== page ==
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Families in Stress:
Parents Often Pushed to the Limit
|by News Features|
A lot of combined factors create stress within a family - some are objective factors, others could be described as subjective perceptions.
"Parents today see their role quite differently compared with parents of previous generations," said Bettina Maehler of Gelnhausen near Frankfurt.
"It used to be that children simply had to go along with things and people didn't worry them," said Maehler, a teacher who has given parenting courses.
"Today being a parent is viewed with great expectations and there is enormous pressure for achieving perfection."
Reality is often greyer than the colorful image of the family that is presented in public. This image includes well-rested individuals in good moods who live in clean and tidy homes, said Maehler.
Look into a child's room and the contrast is clear to see. Aside from that, many children are simply more difficult than children used to be. And they act differently around their parents.
A true burnout in which parents breakdown psychologically and physically occurs seldom, said Maehler, but stress overload occurs in many families.
"Depending on the age of the child, there are various stress triggers," said Julia Scharnhorst, a member of the board of directors of the Berlin-based professional association for German psychologists.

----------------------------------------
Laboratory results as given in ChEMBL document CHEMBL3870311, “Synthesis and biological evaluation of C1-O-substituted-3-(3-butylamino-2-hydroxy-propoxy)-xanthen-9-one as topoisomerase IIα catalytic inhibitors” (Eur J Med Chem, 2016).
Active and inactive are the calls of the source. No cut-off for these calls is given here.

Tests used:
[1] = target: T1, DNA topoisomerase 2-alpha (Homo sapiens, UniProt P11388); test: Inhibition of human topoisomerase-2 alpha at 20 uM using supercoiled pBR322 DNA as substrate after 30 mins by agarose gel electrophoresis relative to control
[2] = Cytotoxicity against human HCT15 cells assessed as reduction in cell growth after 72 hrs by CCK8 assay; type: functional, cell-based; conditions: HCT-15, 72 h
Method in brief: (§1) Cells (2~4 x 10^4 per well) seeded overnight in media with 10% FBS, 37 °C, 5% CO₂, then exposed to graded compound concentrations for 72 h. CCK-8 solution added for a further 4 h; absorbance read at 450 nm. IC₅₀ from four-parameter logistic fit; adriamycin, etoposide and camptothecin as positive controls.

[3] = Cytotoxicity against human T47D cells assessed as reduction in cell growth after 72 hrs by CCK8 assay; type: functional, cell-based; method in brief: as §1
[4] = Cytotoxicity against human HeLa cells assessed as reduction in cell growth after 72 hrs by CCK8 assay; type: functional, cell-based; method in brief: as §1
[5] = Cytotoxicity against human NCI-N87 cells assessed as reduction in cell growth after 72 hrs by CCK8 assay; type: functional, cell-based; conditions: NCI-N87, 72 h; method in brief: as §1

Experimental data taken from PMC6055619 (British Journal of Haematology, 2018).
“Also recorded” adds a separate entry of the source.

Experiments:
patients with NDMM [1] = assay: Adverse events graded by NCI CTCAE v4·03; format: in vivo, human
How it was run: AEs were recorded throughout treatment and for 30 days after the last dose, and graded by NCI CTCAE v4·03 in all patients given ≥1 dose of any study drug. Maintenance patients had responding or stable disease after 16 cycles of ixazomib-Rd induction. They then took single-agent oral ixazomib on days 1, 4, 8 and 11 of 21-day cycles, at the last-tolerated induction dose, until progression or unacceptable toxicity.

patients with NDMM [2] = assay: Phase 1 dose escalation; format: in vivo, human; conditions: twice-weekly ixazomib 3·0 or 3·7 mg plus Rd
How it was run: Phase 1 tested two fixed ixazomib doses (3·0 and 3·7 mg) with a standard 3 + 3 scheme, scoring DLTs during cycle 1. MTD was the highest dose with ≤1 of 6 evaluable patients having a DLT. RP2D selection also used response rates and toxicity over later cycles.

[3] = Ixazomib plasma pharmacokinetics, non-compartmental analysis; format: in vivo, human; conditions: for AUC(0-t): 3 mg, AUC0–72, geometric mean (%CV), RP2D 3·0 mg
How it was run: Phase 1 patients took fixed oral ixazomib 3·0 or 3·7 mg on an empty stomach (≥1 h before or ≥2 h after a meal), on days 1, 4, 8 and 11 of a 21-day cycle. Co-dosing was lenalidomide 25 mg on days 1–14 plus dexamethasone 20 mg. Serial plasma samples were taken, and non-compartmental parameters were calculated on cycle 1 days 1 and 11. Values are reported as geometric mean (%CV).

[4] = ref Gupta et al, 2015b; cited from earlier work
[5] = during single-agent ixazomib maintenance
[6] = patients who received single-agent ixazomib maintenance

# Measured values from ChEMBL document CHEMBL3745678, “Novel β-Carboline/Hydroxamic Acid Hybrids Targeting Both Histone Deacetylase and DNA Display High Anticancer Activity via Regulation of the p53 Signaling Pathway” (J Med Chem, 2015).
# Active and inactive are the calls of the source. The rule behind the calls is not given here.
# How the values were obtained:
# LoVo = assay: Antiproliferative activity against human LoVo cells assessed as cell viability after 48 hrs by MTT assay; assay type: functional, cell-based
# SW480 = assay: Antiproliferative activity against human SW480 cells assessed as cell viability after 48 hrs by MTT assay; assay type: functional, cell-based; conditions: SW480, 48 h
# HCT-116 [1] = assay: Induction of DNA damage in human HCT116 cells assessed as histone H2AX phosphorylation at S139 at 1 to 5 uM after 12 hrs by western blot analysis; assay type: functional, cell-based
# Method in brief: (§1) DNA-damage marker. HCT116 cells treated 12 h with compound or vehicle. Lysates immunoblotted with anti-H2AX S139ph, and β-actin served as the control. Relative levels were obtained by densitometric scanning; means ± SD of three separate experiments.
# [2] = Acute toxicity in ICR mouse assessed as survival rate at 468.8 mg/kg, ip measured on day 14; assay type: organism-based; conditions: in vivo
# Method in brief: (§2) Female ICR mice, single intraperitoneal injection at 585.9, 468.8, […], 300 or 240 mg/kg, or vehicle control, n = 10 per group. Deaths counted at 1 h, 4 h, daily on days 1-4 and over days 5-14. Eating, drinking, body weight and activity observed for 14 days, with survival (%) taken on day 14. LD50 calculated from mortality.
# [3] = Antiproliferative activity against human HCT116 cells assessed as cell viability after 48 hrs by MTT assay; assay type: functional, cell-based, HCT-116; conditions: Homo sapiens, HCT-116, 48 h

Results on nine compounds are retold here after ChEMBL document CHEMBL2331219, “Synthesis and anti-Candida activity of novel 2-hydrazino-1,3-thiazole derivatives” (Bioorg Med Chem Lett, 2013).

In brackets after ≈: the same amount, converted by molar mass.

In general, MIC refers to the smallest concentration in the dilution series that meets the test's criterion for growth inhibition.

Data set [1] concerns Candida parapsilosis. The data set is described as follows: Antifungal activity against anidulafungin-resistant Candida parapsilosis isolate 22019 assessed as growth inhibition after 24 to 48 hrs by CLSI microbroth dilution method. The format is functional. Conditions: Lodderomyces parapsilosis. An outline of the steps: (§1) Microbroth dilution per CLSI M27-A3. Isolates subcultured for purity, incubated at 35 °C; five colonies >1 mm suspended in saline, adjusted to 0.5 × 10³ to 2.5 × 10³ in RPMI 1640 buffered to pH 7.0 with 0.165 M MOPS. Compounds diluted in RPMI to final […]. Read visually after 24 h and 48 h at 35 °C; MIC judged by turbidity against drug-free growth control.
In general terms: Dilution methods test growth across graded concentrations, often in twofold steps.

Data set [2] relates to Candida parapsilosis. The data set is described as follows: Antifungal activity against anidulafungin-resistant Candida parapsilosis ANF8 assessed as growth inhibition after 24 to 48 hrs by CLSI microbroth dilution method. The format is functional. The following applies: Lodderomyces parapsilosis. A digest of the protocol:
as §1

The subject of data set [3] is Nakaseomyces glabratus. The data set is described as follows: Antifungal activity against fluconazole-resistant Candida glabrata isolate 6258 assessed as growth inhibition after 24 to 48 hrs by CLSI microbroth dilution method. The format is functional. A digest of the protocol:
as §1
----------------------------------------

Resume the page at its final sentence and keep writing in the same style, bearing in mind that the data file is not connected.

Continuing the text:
Young parents with small children are often stressed out when they don't get enough sleep at night and their baby cries a lot during the day, she said.
"Even nursing the baby at night is no fun. Then comes teething and later illness," said Maehler. This often leaves parents in a state of sleep deprivation, and these are just the usual day-to-day problems.
"Premature babies are more common today," said Andreas Engel, director of a consulting centre for child rearing in Hof, Germany.
"But the frequency of eating disorders in children has increased as well as the number of children who cry continually."
There are warning signs that indicate when mom or dad has reached their limit. These include when parents feel a constant restlessness and have the feeling that they simply are running from appointment to appointment, said Ulrich Gerth, director of Germany's nationwide conference for parental advice.
Another is when parents feel they constantly have to strive to get something achieved, but it still isn't enough, said Gerth. Scharnhorst added that another warning sign is when one parent begins to feel indifferent.
People who notice such tendencies must get back on track. A decisive step is breaking the vicious circle in which the demands become excessive and the more excessive the demands, the greater the stress, said Scharnhorst. The break one gets by going to a spa, for example, can help.
"Parents must seek relief, possibly in ways that require them to hire a babysitter at least for a while," she said.
Getting away temporarily from the ongoing burdens of parenting is also what Maehler advises.
"Parents must regularly do something without their children," she said. Leaving at least some unscheduled time every week for enjoying a quiet evening together, for example, is a sensible approach. It's also important to have contact with other parents and neighbors because it is doubly difficult for parents who are stressed and have no one to help them or to listen to them, said Maehler.
"A person who spends his or her entire day with a child can feel like they are in solitary confinement," said Maehler.
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